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19.05.15 00:00 Age: 3 yrs

Slow Science - Prof. Jeremy Gunawardena - Wednesday, May 27, 2015 - 3:00 p.m.

 

On behalf of Roland Eils, we kindly invite you to a talk by Jeremy Gunawardena, Associate Professor for Systems Biology at Harvard Medical School’s Systems Biology Department. Entitled “How can eukaryotic genes switch on sharply?“ (see attached abstract) Prof. Gunawardena’s talk will take place on Wednesday, May 27, 2015 at 3:00 p.m. in Lecture Hall SR041 in the BioQuant building (INF 267).

This talk will kick of a new series called Slow Science. This is a format dedicated to the presentation of current issues in modern life sciences across disciplines. The only rule we have is: no slide shows. The Slow Science talks will be held using only a black/white board for illustration purposes. Some of you might be familiar with these chalk talks from other institutions or seminars. The aim is to focus visualization only on the most important aspects of the talk and encourage interaction with the audience.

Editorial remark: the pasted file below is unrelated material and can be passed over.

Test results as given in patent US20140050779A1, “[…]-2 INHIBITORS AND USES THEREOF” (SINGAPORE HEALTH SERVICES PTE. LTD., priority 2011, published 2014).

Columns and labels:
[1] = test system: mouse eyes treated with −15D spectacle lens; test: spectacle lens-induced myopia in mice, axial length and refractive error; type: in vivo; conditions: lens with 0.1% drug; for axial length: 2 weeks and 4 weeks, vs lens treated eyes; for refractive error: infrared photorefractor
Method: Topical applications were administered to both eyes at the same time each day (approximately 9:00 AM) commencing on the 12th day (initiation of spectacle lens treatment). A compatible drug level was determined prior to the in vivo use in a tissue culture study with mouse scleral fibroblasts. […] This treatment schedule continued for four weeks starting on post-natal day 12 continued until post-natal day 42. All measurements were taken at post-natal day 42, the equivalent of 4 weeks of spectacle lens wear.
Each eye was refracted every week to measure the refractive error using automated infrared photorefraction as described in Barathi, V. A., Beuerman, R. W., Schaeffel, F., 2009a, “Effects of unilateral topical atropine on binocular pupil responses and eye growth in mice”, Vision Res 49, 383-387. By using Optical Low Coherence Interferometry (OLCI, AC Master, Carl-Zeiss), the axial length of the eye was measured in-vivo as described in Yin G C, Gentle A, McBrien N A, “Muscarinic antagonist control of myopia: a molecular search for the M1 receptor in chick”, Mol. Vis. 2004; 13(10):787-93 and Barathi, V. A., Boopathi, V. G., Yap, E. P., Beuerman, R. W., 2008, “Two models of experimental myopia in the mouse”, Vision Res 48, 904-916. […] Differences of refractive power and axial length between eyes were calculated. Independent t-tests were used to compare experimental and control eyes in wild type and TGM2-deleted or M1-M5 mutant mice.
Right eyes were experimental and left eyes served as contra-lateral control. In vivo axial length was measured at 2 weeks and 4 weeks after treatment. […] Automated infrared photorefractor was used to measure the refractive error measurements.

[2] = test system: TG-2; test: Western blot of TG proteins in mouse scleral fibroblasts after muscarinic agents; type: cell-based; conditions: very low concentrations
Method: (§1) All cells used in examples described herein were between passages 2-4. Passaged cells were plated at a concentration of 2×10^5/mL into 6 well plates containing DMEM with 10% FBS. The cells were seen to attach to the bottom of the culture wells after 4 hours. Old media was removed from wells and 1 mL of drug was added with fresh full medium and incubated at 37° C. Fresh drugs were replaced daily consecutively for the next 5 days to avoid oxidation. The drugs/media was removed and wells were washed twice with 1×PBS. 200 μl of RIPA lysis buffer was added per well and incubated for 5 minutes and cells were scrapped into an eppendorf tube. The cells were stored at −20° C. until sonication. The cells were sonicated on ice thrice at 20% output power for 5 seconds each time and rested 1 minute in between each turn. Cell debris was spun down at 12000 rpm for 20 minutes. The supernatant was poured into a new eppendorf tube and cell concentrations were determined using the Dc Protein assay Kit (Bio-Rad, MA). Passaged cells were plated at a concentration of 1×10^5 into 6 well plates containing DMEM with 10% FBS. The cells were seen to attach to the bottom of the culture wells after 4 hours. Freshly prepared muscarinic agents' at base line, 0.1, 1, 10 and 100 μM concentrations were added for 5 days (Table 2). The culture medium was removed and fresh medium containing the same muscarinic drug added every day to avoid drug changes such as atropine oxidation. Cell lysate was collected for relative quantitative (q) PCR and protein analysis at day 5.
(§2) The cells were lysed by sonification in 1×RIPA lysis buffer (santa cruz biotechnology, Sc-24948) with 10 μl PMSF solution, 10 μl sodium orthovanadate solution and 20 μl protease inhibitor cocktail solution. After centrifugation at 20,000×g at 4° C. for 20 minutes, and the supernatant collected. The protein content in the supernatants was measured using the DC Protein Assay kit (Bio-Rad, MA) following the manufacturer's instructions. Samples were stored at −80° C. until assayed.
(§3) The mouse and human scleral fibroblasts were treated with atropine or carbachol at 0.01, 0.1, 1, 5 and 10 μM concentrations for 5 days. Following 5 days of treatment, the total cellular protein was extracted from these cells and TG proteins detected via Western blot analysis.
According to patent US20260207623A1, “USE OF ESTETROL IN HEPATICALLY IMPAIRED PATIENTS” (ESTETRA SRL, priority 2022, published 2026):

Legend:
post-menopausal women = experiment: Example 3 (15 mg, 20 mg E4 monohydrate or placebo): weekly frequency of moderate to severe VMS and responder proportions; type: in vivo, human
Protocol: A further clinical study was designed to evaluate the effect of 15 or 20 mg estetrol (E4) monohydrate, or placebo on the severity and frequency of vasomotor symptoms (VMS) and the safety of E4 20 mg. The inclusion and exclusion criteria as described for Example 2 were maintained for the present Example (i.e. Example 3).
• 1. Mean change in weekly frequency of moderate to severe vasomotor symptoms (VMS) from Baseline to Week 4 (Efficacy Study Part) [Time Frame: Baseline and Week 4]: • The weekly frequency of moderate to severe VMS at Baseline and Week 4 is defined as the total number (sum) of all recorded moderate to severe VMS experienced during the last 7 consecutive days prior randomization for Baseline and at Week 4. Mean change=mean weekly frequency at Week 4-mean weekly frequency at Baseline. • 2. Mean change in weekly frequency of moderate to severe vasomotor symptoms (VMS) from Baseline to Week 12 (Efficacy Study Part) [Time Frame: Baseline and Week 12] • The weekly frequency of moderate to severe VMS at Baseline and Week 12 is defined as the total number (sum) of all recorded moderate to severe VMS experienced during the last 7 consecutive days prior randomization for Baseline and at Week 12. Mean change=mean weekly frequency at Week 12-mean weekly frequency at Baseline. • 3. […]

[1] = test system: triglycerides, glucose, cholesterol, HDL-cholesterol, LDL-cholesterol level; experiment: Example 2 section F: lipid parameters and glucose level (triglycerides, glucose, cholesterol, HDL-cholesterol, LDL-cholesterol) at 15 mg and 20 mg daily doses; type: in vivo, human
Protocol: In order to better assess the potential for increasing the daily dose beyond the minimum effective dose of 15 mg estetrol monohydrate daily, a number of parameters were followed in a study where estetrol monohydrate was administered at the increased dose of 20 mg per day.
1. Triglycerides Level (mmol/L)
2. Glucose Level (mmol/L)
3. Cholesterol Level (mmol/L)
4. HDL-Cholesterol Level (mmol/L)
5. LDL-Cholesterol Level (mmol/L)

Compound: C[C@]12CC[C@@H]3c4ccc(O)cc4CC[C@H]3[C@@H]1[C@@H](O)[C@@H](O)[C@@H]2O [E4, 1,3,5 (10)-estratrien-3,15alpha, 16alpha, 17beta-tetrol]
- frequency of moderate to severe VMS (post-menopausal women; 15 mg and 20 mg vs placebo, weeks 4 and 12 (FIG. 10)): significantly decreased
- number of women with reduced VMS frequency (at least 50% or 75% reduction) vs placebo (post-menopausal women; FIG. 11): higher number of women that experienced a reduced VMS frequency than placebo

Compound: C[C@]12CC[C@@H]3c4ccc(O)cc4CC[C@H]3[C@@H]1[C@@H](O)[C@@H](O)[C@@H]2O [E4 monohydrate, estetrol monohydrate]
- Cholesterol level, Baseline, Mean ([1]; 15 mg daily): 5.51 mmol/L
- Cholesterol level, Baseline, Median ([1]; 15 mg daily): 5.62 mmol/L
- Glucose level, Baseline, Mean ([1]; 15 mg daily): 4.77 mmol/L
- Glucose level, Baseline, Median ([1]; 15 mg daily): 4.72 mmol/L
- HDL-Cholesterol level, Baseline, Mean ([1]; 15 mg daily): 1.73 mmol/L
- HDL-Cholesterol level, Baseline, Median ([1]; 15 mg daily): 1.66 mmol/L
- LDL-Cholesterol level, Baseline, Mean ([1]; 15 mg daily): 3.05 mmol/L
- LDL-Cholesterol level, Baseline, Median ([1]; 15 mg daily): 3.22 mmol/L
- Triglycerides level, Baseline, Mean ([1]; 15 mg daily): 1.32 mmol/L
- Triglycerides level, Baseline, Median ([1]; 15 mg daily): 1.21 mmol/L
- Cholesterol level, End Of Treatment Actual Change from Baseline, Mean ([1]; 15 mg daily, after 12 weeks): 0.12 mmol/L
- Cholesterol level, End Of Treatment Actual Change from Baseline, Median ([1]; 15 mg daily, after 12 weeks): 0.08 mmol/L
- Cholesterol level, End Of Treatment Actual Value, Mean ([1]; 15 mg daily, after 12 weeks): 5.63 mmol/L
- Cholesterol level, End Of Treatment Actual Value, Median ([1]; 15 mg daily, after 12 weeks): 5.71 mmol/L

The series is hosted by the BioQuant board of directors and is kindly supported by CellNetworks.

Abstract: I will discuss some new developments for mathematically analysing eukaryotic genes, which allow for higher-order cooperative interactions between multiple regulators as well as the effects of energy dissipation, and will show how these mechanisms appear to be necessary to account for experimental data on the sharpness with which genes are switched on during early development. In particular, I will explain how, in the absence of energy dissipation, sharpness is limited by a "Hopfield barrier" that is defined by the much used but little understood Hill function.


Contact: E-Mail (Last update: 28/11/2011)